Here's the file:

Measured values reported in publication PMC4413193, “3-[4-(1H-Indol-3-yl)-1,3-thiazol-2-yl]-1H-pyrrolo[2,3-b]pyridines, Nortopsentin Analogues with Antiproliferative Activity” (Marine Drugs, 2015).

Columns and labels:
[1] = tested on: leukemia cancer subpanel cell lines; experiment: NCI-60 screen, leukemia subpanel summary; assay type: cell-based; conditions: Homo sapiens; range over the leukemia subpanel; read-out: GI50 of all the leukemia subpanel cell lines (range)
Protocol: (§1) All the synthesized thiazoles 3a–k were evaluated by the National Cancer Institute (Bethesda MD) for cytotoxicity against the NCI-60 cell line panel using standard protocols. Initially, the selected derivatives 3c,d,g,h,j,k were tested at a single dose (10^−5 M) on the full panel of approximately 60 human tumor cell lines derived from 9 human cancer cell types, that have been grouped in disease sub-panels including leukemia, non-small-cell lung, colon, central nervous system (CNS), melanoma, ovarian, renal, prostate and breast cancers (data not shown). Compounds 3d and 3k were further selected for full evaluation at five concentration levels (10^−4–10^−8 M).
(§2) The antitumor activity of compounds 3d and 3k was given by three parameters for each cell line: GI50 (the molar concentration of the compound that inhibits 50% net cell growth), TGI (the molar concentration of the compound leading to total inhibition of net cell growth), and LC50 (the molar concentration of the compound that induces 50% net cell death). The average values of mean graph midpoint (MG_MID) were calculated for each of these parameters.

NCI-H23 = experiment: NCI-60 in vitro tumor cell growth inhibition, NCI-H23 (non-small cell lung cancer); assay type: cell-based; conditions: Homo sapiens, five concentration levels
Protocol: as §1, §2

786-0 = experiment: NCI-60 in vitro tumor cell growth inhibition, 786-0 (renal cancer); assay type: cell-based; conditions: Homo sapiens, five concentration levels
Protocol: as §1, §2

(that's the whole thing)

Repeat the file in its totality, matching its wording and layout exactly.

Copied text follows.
Measured values reported in publication PMC4413193, “3-[4-(1H-Indol-3-yl)-1,3-thiazol-2-yl]-1H-pyrrolo[2,3-b]pyridines, Nortopsentin Analogues with Antiproliferative Activity” (Marine Drugs, 2015).

Columns and labels:
[1] = tested on: leukemia cancer subpanel cell lines; experiment: NCI-60 screen, leukemia subpanel summary; assay type: cell-based; conditions: Homo sapiens; range over the leukemia subpanel; read-out: GI50 of all the leukemia subpanel cell lines (range)
Protocol: (§1) All the synthesized thiazoles 3a–k were evaluated by the National Cancer Institute (Bethesda MD) for cytotoxicity against the NCI-60 cell line panel using standard protocols. Initially, the selected derivatives 3c,d,g,h,j,k were tested at a single dose (10^−5 M) on the full panel of approximately 60 human tumor cell lines derived from 9 human cancer cell types, that have been grouped in disease sub-panels including leukemia, non-small-cell lung, colon, central nervous system (CNS), melanoma, ovarian, renal, prostate and breast cancers (data not shown). Compounds 3d and 3k were further selected for full evaluation at five concentration levels (10^−4–10^−8 M).
(§2) The antitumor activity of compounds 3d and 3k was given by three parameters for each cell line: GI50 (the molar concentration of the compound that inhibits 50% net cell growth), TGI (the molar concentration of the compound leading to total inhibition of net cell growth), and LC50 (the molar concentration of the compound that induces 50% net cell death). The average values of mean graph midpoint (MG_MID) were calculated for each of these parameters.

NCI-H23 = experiment: NCI-60 in vitro tumor cell growth inhibition, NCI-H23 (non-small cell lung cancer); assay type: cell-based; conditions: Homo sapiens, five concentration levels
Protocol: as §1, §2

786-0 = experiment: NCI-60 in vitro tumor cell growth inhibition, 786-0 (renal cancer); assay type: cell-based; conditions: Homo sapiens, five concentration levels
Protocol: as §1, §2